After the game, he arrives at his house in Blaine around 10 p.m. and turns on his gaming desktop, which he bought not to play games but to handle his slew of tabs and Excel spreadsheets.

Next, he waits for all 10 local coaches to upload their film into Hudl, an online service that allows coaches to store, review and share game footage. Teams include game-planning information and strategy on their Hudl accounts, so Anderson had to build the trust of each coach.

photo  Tyler Anderson takes photos of Meridian players warming up on the field before the start of a home game versus Chelan at Meridian High School on Sept. 9. (Photo by Zack Jimenez)  

It first started with Blaine coach Jay Dodd, who offered Anderson access instead of having to manually send him the film after each game. 

“All the other coaches fell in suit,” Anderson said. “Ferndale was the last one a couple years ago. Before, I had to have a rogue assistant coach send me an email after games.”

Lynden football coach Blake VanDalen uses Anderson's stats to double-check his own. And the Lions gave Anderson their yearly Golden Lion award in 2021, given to a person who greatly contributes to the football program.

“He gives the kids a little bit of a feeling of what it’d be like to be in a college program,” VanDalen said. “He talks about the kids like they’re all-stars and superstars. Our kids cling to everything he says and look forward to his top-100 list. A lot of coaches rely on his stats. Our kids are really lucky to have him.”

When Anderson logs in, he has film access for all 10 schools. He charts every play for every local team, including which player records each stat, starting with offense.

It can be difficult to see jersey numbers on film, but as the season goes on, he begins to learn their mannerisms, if a certain player wears a towel, or if they wear white or black socks — all to expedite the identification process.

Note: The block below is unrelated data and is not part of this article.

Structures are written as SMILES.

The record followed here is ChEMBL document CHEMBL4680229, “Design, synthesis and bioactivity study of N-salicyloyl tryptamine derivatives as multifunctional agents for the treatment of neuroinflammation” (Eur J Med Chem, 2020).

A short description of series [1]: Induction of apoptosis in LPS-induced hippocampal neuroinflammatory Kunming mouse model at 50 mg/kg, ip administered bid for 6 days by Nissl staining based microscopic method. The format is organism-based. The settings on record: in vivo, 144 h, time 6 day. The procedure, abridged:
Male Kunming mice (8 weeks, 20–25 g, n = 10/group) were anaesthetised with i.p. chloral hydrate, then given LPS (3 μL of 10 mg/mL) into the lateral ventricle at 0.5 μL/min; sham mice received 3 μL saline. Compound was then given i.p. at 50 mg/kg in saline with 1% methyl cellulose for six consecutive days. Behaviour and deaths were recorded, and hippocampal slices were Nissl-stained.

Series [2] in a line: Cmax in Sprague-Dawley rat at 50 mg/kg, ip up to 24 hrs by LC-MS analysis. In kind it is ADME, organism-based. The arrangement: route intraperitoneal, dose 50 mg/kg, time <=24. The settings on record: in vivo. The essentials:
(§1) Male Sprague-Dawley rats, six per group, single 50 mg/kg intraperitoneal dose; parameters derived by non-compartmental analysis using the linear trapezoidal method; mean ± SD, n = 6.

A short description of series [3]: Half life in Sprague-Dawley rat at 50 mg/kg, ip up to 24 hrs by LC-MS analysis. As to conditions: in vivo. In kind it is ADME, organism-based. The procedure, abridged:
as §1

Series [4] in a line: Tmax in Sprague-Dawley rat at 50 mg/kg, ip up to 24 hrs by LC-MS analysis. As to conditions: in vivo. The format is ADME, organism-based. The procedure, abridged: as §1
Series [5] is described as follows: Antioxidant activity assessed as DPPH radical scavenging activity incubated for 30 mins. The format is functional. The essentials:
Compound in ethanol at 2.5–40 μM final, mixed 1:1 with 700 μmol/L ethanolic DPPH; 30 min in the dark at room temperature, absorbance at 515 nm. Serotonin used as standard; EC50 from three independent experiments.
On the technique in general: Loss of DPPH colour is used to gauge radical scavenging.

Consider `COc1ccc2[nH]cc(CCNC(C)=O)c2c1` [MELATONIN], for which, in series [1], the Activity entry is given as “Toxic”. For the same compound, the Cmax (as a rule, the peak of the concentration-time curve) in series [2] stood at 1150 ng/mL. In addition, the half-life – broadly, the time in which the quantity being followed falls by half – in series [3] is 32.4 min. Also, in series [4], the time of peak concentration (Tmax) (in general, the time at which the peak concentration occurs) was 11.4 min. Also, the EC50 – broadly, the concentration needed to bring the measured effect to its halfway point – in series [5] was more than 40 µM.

He then goes back for a second viewing, this time tracking defensive and special teams’ stats, which can be trickier.

Everyone tallies tackles differently, and Anderson isn’t very lenient. If a player is the first one to hit a ball carrier on a tackle, they get credited for the tackle. If a player is second or third to hit the ball carrier, they get an assist.

“Tackles for loss, passes defended, sacks. Anything I can capture, I do,” Anderson said.

After completing stats and box scores, then comes the writing — his least favorite part.

In all, it takes about three hours per game, and he typically has between seven and 10 games per week. He’ll often go to sleep around 2–3 a.m. early Saturday after working a full day Friday, then be back at it around 8–9 a.m. By then, all game film is loaded on Hudl, and he’ll spend his entire Saturday watching film.

All of his recaps and stats are usually up on his website by Sunday night. That includes a list of current stat leaders for the season and players of the week, followed by podcasts on Monday and Wednesday.

It leaves Anderson, who works full time at Totally Chocolate in Blaine, little free time, especially in the fall. He spends about 50–55 hours a week on Whatcom Preps, basically working two full-time jobs while only getting paid for one.